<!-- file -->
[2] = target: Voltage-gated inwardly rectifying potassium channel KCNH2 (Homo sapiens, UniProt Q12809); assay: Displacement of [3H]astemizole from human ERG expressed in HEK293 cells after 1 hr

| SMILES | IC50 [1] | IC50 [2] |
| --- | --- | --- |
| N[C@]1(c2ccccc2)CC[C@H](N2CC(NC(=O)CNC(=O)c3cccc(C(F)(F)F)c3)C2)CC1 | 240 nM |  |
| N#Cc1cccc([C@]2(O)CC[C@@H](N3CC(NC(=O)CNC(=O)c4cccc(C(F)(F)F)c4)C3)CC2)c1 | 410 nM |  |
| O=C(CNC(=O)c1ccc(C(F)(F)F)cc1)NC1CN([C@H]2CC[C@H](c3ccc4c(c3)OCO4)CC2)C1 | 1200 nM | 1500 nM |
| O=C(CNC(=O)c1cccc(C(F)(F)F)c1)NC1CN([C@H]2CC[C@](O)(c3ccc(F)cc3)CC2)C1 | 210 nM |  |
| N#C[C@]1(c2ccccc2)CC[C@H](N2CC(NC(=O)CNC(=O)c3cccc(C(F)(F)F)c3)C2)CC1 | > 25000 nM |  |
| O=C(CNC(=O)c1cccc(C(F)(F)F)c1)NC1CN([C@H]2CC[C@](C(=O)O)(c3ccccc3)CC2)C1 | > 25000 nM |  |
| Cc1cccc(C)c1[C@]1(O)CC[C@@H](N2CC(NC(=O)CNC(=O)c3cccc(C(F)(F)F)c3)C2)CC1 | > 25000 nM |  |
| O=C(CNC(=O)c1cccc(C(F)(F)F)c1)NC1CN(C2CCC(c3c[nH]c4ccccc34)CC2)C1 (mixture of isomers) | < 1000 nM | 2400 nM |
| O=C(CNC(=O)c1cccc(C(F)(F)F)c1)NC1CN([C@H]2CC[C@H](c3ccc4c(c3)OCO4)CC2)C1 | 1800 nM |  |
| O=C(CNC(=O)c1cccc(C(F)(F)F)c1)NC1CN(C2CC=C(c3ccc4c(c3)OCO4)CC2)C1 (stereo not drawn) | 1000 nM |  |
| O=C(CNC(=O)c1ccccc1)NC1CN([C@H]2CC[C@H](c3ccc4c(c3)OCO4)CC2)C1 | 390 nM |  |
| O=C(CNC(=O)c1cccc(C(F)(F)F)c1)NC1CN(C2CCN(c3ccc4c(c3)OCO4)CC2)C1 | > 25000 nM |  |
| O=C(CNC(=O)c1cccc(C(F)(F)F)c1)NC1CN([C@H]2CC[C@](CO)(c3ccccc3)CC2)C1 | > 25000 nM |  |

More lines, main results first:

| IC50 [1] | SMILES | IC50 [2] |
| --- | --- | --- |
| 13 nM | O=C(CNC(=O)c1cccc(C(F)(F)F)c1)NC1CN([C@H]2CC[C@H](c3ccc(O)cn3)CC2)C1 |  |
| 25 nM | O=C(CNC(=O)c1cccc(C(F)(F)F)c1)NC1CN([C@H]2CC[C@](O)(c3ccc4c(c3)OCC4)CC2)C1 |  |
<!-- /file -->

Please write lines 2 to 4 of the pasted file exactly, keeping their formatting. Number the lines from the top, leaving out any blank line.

| SMILES | IC50 [1] | IC50 [2] |
| --- | --- | --- |
| N[C@]1(c2ccccc2)CC[C@H](N2CC(NC(=O)CNC(=O)c3cccc(C(F)(F)F)c3)C2)CC1 | 240 nM |  |